[Numpy-discussion] memory usage (Emil Sidky)
emil
sidky@uchicago....
Wed Oct 15 13:31:04 CDT 2008
> Huang-Wen Chen wrote:
>> Robert Kern wrote:
>>>> from numpy import *
>>>> for i in range(1000):
>>>> a = random.randn(512**2)
>>>> b = a.argsort(kind='quick')
>>> Can you try upgrading to numpy 1.2.0? On my machine with numpy 1.2.0
>>> on OS X, the memory usage is stable.
>>>
>> I tried the code fragment on two platforms and the memory usage is also
>> normal.
>>
>> 1. numpy 1.1.1, python 2.5.1 on Vista 32bit
>> 2. numpy 1.2.0, python 2.6 on RedHat 64bit
>
> If I recall correctly, there were some major improvements in python's
> memory management/garbage collection from version 2.4 to 2.5. If you
> could try to upgrade your python to 2.5 (and possibly also your numpy to
> 1.2.0), you'd probably see some better behaviour.
>
> Regards,
> Vincent.
>
Problem fixed. Thanks.
But it turns out there were two things going on:
(1) Upgrading to numpy 1.2 (even with python 2.4) fixed the memory usage
for the loop with argsort in it.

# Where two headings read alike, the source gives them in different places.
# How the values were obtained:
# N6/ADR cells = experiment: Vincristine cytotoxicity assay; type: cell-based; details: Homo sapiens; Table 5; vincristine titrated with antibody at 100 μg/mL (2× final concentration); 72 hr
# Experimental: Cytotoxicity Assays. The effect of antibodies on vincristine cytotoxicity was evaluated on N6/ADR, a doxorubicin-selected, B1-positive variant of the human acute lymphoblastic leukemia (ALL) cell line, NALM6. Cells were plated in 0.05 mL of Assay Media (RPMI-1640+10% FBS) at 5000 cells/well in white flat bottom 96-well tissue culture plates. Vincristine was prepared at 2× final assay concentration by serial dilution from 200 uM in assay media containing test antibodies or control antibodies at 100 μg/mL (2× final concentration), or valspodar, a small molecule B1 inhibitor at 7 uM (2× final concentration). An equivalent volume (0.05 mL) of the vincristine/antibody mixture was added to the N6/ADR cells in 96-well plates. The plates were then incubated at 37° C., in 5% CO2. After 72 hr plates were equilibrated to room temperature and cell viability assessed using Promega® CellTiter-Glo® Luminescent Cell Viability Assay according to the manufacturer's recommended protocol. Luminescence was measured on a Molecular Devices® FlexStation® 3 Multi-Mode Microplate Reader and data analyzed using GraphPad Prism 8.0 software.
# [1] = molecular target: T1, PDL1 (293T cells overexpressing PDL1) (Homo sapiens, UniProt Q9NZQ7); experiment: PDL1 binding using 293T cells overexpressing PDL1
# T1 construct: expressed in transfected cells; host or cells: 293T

(2) Unfortunately, when I went back to my original program and ran it
with the upgraded numpy, it still was chewing up tons of memory. I
finally found the problem:
Consider the following two code snippets (extension of my previous example).
from numpy import *
d = []
for i in range(1000):
a = random.randn(512**2)
b = a.argsort(kind= 'quick')
c = b[-100:]
d.append(c)
and
from numpy import *
d = []
for i in range(1000):
a = random.randn(512**2)
b = a.argsort(kind= 'quick')
c = b[-100:].copy()
d.append(c)
The difference being that c is a reference to the last 100 elements of b
in the first example, while c is a copy of the last 100 in the second
example.
Both examples yield identical results (provide randn is run with the
same seed value). But the former chews up tons of memory, and the latter
doesn't.
I don't know if this explanation makes any sense, but it is as if python
has to keep all the generated b's around in the first example because c
is only a reference.
Anyway, bottom line is that my problem is solved.
Thanks,
Emil
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